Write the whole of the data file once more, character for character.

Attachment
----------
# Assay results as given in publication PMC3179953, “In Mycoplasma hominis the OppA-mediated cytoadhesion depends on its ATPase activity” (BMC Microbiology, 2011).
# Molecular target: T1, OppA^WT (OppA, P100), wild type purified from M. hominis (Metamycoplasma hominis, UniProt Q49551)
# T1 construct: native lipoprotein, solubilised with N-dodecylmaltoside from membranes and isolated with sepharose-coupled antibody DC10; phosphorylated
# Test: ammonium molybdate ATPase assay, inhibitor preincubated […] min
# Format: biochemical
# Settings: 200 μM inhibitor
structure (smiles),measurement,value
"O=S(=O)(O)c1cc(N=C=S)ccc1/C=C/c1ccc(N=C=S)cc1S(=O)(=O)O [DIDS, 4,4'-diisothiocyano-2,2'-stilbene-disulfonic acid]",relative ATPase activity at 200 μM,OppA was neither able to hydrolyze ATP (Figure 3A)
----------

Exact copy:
# Assay results as given in publication PMC3179953, “In Mycoplasma hominis the OppA-mediated cytoadhesion depends on its ATPase activity” (BMC Microbiology, 2011).
# Molecular target: T1, OppA^WT (OppA, P100), wild type purified from M. hominis (Metamycoplasma hominis, UniProt Q49551)
# T1 construct: native lipoprotein, solubilised with N-dodecylmaltoside from membranes and isolated with sepharose-coupled antibody DC10; phosphorylated
# Test: ammonium molybdate ATPase assay, inhibitor preincubated […] min
# Format: biochemical
# Settings: 200 μM inhibitor
structure (smiles),measurement,value
"O=S(=O)(O)c1cc(N=C=S)ccc1/C=C/c1ccc(N=C=S)cc1S(=O)(=O)O [DIDS, 4,4'-diisothiocyano-2,2'-stilbene-disulfonic acid]",relative ATPase activity at 200 μM,OppA was neither able to hydrolyze ATP (Figure 3A)